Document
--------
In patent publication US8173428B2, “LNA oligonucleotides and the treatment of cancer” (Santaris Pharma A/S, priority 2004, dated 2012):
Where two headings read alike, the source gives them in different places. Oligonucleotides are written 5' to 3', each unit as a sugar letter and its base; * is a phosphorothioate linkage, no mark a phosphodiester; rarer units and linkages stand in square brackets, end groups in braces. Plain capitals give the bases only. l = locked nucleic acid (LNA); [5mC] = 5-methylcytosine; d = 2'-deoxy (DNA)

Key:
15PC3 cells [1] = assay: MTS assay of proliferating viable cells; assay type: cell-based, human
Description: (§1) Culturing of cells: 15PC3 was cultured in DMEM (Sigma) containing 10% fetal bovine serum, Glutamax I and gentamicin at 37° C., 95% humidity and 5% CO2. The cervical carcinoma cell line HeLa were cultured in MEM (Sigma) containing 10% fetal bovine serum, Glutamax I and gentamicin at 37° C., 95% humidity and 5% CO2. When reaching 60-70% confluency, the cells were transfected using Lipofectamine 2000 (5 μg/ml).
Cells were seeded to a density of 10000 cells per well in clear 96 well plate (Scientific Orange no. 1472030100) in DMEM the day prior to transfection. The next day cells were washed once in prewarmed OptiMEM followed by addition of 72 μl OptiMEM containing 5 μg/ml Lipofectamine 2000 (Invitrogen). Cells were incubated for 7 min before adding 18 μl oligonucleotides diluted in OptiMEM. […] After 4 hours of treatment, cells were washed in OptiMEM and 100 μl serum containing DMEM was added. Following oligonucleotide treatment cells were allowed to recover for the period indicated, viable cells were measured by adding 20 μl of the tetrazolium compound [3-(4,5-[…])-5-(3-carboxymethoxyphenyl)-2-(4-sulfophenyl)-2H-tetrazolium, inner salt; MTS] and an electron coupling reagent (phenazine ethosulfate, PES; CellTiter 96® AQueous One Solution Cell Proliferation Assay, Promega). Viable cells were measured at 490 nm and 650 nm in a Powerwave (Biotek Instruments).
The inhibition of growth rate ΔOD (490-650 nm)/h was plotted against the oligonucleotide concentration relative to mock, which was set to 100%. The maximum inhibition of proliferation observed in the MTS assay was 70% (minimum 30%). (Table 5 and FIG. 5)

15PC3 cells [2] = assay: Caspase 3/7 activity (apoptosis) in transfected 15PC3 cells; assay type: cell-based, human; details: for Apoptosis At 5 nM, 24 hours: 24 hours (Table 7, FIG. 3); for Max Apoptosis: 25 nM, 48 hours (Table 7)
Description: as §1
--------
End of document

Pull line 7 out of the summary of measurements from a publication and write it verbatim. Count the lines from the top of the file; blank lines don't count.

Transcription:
The inhibition of growth rate ΔOD (490-650 nm)/h was plotted against the oligonucleotide concentration relative to mock, which was set to 100%. The maximum inhibition of proliferation observed in the MTS assay was 70% (minimum 30%). (Table 5 and FIG. 5)